• deep focus on the work at hand,

  • spending free time in a way that makes you think (e.g. reading books),

  • the need to often be in peace and quiet.

It’s important to remember that every introvert is different because personality type is just one of many aspects of human identity.

Introvert in professional life

Introverts do their work conscientiously and carefully. Their open and knowledge-absorbing minds allow them to implement innovative solutions, but for an introvert’s work to be fully effective, it must be performed in conditions tailored to his needs. Introverts prefer to perform professional duties independently. The personality traits of introverts allow them to fulfill themselves in professions that require maximum concentration and a creative approach. That is why introverted people often pursue professions such as: programmer, analyst, market research specialist, accountant, editor or copywriter, computer graphic designer or UX designer.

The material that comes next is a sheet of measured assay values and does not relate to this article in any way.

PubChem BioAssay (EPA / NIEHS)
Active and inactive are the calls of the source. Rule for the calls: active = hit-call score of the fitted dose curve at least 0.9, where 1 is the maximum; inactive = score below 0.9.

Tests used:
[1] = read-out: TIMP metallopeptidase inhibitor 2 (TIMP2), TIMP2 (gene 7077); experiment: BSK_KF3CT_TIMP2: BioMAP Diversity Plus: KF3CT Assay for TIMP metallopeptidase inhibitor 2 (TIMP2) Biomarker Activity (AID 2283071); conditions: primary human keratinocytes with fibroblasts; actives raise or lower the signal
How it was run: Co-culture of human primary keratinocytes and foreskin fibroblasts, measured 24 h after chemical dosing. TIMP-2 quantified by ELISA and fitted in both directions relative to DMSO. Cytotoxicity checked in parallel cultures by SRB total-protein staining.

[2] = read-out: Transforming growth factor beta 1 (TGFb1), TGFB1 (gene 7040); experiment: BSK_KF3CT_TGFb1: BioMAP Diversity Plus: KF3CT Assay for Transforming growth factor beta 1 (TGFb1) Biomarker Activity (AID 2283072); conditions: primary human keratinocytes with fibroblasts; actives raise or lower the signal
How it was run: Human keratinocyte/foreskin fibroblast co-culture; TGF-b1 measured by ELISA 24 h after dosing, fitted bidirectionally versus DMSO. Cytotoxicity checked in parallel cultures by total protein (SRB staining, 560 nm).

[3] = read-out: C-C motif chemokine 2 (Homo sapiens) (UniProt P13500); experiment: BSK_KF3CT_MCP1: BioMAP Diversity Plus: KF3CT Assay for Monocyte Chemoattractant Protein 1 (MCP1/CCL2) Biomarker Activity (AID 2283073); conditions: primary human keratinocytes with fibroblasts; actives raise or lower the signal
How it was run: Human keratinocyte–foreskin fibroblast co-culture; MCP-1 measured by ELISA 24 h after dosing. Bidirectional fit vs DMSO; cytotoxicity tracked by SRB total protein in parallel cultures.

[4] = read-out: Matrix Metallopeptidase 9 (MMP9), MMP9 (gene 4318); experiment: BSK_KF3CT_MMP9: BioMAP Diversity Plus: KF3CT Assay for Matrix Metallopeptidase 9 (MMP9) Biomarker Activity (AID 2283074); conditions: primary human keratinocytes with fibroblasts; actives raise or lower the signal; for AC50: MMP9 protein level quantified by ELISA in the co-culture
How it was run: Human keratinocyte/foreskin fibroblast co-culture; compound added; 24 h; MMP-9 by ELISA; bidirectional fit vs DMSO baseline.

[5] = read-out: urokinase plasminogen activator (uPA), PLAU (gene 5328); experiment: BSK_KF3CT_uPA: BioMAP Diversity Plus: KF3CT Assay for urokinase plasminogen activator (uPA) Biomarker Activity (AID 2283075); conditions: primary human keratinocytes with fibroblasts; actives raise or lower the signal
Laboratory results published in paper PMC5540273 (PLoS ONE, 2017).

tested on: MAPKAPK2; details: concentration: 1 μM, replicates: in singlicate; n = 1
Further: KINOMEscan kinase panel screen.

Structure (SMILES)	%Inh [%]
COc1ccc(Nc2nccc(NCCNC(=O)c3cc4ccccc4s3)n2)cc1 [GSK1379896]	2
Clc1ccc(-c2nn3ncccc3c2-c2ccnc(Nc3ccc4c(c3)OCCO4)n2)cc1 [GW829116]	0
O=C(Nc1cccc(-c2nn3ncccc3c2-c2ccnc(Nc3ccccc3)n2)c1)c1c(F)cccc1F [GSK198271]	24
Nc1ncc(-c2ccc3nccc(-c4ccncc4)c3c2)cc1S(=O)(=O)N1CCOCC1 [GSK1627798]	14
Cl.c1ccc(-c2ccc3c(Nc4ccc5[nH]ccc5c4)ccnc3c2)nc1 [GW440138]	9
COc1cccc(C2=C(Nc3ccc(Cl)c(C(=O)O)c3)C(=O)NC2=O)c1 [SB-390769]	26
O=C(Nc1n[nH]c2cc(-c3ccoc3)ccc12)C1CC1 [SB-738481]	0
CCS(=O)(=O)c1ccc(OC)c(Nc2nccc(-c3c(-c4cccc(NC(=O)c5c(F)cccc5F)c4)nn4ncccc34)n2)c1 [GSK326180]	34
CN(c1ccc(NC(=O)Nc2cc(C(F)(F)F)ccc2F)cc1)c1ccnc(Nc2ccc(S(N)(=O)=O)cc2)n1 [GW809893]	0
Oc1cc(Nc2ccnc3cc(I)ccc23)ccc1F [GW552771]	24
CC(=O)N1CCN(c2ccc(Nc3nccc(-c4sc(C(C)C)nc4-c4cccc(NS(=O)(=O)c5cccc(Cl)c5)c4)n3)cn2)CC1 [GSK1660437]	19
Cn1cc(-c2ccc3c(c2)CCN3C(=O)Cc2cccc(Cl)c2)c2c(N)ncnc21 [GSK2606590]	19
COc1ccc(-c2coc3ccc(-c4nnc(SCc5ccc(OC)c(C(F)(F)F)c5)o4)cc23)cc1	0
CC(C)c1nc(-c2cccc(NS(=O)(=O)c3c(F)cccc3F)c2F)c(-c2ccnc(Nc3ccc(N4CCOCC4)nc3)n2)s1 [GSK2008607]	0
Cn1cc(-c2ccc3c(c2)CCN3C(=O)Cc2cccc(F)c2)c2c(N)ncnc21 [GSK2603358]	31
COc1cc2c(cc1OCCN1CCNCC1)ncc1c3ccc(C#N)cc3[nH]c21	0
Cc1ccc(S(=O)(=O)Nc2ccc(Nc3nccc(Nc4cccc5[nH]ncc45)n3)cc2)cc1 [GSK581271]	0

Working in large teams is difficult for introverts. Introverts do not handle public speaking well and avoid direct interactions with people outside their familiar work environment. Although, of course, there are introverted people who are perfect for working in the entertainment industry or conducting training.

Both at work and in private life, an introvert needs time to regenerate. Fast battery charging allows an introvert to immerse himself in his thoughts and reflections. Being an introvert can be very difficult in a world full of extroversion. Drawing energy from solitude instead of the company of other people, giving up frequent social gatherings and focusing on one’s own thoughts and feelings can cause an introvert to be mistakenly perceived as a shy, lonely and withdrawn person.


  • Arnie Kozak, The Power of Introversion. Use your potential, Gdańskie Wydawnictwo Psychologiczne, Gdańsk, 2016

  • Marco Magrini, The Brain. User Manual, Feeria Science Publishing House, 2016

  • Jankowski J., Do you know who you are? Guide to 16 ID16 personality types, Sensus Publishing House, 2015

  • Jan Strelau, Psychology of temperament, PWN Scientific Publishing House, Warsaw, 1998

Similar Posts